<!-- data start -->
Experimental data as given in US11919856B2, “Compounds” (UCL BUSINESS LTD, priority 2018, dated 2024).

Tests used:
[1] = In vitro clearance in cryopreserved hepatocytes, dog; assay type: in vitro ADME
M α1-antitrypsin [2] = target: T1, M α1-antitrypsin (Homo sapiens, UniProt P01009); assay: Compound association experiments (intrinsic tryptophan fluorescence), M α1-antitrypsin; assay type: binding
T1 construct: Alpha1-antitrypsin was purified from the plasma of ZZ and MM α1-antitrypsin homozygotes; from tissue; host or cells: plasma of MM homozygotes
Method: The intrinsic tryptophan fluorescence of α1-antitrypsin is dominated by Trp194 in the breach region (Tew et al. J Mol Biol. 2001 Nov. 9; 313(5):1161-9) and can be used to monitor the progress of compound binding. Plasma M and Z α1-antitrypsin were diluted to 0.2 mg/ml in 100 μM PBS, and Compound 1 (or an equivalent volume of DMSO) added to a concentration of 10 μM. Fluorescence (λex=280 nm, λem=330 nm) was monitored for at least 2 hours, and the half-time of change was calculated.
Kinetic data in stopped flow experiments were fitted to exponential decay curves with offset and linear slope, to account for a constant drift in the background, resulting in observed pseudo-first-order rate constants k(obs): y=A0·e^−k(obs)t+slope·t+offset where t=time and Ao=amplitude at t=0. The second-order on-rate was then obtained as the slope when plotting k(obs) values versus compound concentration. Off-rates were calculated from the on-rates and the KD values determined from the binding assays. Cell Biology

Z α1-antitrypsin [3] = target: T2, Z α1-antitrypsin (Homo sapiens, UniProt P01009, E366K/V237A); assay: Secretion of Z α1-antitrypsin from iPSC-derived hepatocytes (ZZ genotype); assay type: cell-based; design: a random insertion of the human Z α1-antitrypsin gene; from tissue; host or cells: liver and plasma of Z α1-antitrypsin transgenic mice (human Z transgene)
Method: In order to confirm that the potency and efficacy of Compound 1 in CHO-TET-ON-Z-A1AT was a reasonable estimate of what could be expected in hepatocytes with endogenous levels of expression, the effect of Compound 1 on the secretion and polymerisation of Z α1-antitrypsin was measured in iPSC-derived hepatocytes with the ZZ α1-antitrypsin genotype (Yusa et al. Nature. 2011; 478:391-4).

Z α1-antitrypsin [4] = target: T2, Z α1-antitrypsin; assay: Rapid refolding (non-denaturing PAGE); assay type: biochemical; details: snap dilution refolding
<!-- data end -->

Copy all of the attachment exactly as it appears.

Experimental data as given in US11919856B2, “Compounds” (UCL BUSINESS LTD, priority 2018, dated 2024).

Tests used:
[1] = In vitro clearance in cryopreserved hepatocytes, dog; assay type: in vitro ADME
M α1-antitrypsin [2] = target: T1, M α1-antitrypsin (Homo sapiens, UniProt P01009); assay: Compound association experiments (intrinsic tryptophan fluorescence), M α1-antitrypsin; assay type: binding
T1 construct: Alpha1-antitrypsin was purified from the plasma of ZZ and MM α1-antitrypsin homozygotes; from tissue; host or cells: plasma of MM homozygotes
Method: The intrinsic tryptophan fluorescence of α1-antitrypsin is dominated by Trp194 in the breach region (Tew et al. J Mol Biol. 2001 Nov. 9; 313(5):1161-9) and can be used to monitor the progress of compound binding. Plasma M and Z α1-antitrypsin were diluted to 0.2 mg/ml in 100 μM PBS, and Compound 1 (or an equivalent volume of DMSO) added to a concentration of 10 μM. Fluorescence (λex=280 nm, λem=330 nm) was monitored for at least 2 hours, and the half-time of change was calculated.
Kinetic data in stopped flow experiments were fitted to exponential decay curves with offset and linear slope, to account for a constant drift in the background, resulting in observed pseudo-first-order rate constants k(obs): y=A0·e^−k(obs)t+slope·t+offset where t=time and Ao=amplitude at t=0. The second-order on-rate was then obtained as the slope when plotting k(obs) values versus compound concentration. Off-rates were calculated from the on-rates and the KD values determined from the binding assays. Cell Biology

Z α1-antitrypsin [3] = target: T2, Z α1-antitrypsin (Homo sapiens, UniProt P01009, E366K/V237A); assay: Secretion of Z α1-antitrypsin from iPSC-derived hepatocytes (ZZ genotype); assay type: cell-based; design: a random insertion of the human Z α1-antitrypsin gene; from tissue; host or cells: liver and plasma of Z α1-antitrypsin transgenic mice (human Z transgene)
Method: In order to confirm that the potency and efficacy of Compound 1 in CHO-TET-ON-Z-A1AT was a reasonable estimate of what could be expected in hepatocytes with endogenous levels of expression, the effect of Compound 1 on the secretion and polymerisation of Z α1-antitrypsin was measured in iPSC-derived hepatocytes with the ZZ α1-antitrypsin genotype (Yusa et al. Nature. 2011; 478:391-4).

Z α1-antitrypsin [4] = target: T2, Z α1-antitrypsin; assay: Rapid refolding (non-denaturing PAGE); assay type: biochemical; details: snap dilution refolding